Transforming the Performance Review Process from Marginalizing to Motivating

For many, it’s also a reminder that performance appraisals are right around the corner. Now hold on! Don’t go running away. I know all about the misperceptions of performance appraisals. I hear about them all the time from employees.  Usually they result from the stupid things that managers do during the process (i.e., surprising an employee with feedback that he/she never received during the year and then making her sign a document saying she “accepts” the feedback).

If you are in a supervisory role, the performance review process is your opportunity to either marginalize or motivate your employees. It’s all in the way you handle the process. Ultimately the choice is yours.

Here are a few ideas to help you make the performance review process a motivating experience for your employees.

  1. Start early. Performance goals should be in place on day 1 of the performance year. For that to happen, you must start now. A common mistake I see many managers making is not getting through their performance reviews until months into the performance year. That doesn’t help your employees change or improve their behaviors, and you are more likely to have “recenecy bias” in your feedback.
  2. Get your employees started early. The performance review is not a one-way communication process from the manager to employee. Involve the employee by sharing the organizational and departmental goals ahead of time and asking them to come to the performance review prepared with individual performance goals. Let them create the goals. You may have to coach and influence so that they goals are in alignment with the direction of the organiation, but if an employee knows that their input matters and that you value their contributions, they will be much more committed to their goals.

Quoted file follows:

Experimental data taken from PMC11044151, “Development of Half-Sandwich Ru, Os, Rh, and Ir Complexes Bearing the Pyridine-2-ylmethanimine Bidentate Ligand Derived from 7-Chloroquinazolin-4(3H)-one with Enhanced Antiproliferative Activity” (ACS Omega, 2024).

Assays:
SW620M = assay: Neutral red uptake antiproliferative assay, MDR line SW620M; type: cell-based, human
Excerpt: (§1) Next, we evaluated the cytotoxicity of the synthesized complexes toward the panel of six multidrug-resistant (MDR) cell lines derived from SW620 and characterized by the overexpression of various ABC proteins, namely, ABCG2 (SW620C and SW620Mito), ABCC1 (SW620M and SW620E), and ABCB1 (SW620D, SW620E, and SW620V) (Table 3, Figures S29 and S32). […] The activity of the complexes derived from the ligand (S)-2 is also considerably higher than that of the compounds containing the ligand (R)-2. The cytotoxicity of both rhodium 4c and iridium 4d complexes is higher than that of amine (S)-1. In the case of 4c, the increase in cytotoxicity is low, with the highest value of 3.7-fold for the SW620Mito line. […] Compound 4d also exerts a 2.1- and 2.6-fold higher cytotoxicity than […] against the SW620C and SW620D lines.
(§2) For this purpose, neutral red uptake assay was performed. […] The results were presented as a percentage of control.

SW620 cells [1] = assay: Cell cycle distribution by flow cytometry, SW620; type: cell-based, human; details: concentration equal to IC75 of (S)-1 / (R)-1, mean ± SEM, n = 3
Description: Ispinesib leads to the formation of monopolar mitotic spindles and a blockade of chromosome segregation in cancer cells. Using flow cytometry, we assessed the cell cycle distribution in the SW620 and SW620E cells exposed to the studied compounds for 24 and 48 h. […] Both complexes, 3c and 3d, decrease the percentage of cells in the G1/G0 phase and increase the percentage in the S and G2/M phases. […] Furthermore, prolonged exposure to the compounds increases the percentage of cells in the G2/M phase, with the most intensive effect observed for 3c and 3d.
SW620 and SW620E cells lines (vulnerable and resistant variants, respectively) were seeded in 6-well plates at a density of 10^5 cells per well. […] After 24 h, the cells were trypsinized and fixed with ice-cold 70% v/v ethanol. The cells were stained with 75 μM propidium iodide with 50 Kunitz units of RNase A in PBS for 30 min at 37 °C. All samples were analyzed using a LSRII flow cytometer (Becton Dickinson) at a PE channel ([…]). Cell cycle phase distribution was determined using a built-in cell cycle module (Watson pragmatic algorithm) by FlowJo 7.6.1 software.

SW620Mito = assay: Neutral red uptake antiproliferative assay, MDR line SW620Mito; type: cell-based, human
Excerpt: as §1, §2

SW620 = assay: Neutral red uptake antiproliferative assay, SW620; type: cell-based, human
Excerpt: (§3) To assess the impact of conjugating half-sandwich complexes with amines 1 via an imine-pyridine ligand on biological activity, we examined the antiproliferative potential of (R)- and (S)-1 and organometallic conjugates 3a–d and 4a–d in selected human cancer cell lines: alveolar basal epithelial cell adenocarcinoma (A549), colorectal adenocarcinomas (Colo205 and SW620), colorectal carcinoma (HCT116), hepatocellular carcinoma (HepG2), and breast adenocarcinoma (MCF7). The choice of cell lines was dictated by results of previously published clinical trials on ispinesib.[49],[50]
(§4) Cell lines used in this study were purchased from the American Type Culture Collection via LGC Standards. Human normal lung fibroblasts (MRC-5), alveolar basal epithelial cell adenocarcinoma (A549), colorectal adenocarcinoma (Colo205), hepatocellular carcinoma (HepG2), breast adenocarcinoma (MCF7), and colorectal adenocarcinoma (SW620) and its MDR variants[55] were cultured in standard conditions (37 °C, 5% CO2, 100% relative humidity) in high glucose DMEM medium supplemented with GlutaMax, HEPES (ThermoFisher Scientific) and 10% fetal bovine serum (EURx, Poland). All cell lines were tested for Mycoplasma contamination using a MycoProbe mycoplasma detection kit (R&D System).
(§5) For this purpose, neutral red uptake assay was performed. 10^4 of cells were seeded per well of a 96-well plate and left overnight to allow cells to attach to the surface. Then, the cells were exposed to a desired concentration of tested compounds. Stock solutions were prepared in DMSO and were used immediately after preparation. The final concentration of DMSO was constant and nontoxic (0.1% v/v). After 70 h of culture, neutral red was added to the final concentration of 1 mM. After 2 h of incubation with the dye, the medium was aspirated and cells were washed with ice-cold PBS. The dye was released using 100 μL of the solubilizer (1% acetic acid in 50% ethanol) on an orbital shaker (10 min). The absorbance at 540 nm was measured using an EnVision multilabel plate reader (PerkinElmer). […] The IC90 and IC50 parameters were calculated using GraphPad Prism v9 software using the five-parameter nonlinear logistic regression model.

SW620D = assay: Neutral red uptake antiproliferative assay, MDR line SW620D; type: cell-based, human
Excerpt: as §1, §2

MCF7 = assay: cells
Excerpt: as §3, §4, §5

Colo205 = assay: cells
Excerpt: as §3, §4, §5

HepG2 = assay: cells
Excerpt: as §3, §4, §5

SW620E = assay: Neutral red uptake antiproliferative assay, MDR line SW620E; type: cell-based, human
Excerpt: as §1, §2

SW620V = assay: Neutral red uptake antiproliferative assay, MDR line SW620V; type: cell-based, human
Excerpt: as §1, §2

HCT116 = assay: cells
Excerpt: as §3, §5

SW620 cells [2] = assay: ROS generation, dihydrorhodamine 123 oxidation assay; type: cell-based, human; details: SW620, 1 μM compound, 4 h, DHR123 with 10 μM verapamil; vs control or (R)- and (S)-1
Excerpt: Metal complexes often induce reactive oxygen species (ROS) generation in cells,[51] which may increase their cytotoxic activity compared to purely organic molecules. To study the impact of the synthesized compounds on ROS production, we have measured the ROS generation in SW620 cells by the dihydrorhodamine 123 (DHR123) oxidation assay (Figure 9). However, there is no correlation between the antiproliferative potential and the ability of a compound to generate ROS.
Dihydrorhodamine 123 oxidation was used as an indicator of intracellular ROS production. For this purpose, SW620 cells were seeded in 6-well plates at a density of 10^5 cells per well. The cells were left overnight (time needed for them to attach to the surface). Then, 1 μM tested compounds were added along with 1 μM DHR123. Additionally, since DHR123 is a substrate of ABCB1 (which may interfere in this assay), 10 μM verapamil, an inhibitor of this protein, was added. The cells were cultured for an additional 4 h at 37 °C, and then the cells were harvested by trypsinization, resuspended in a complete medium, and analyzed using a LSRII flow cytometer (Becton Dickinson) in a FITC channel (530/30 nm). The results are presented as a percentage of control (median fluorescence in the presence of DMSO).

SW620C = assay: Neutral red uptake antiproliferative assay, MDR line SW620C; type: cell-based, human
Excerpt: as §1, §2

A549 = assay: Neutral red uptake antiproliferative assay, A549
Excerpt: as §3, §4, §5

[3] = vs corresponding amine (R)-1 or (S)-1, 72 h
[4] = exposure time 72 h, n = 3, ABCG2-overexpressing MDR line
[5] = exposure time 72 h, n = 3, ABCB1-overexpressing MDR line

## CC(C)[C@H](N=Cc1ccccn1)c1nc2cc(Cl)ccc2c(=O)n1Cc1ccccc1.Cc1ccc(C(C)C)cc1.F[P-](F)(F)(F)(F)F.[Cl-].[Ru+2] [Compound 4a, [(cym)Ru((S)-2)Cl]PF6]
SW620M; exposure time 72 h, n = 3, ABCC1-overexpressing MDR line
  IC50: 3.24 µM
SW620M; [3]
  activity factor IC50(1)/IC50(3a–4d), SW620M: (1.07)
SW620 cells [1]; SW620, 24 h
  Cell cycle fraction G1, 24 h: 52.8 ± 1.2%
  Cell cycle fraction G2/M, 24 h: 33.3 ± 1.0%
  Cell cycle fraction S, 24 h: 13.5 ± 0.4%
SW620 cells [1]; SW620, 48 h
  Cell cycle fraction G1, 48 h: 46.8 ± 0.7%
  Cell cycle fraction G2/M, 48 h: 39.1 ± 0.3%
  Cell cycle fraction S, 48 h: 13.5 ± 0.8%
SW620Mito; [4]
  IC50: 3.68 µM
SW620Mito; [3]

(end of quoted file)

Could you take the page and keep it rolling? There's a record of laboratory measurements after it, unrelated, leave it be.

3. Align the performance goals. Performance goals should be clearly aligned with organizational goals and departmental goals (that implies that organizational strategy for the upcoming year is clear before this proces starts. If not, you are setting your people up for failure). If people are working on things that do not directly correspond to the goals of the department and the organization, they are working on the wrong things.
  4. Use the SMART format. GE’s former CEO Jack Welch once said that what gets measured gets done. The SMART format forces you to write one-sentence goal statements that are Specific, Measurable, Actionable, Realistic, and Time-oriented.
  5. Create action plans for each goal. Goals can be overwhelming, especially when they have a 12+ month time horizon. Have your people create 2-5 action items for each goal so that they can be broken down into more manageable chunks. Each action item should have a target completion date.
  6. Think about YOUR feedback plan for the year. As a leader, you need to provide consistent feedback to your employees throughout the performance year. This includes both positive and constructive feedback. My belief is that you should be meeting with each of your direct reports once per month (at a minimum) for 15 minutes to review progress toward goals and to offer your support. What will your feedback plan look like throughtout the year?

It is not hard to motivate employees. It’s also not that hard to marginalize them either. These are just a few ideas to help you improve the performance management process in your organization and help your people reach higher levels of success. With these simply strategies you can transform the performance review process from a marginalizing to motivating experience for your employees. Stay tuned for Part 2: Providing
Performance Feedback in our next newsletter, and if you would like a more indepth review, join us for our webinar on December 15, 2009 from 11:30am – 12:30 mountain time.

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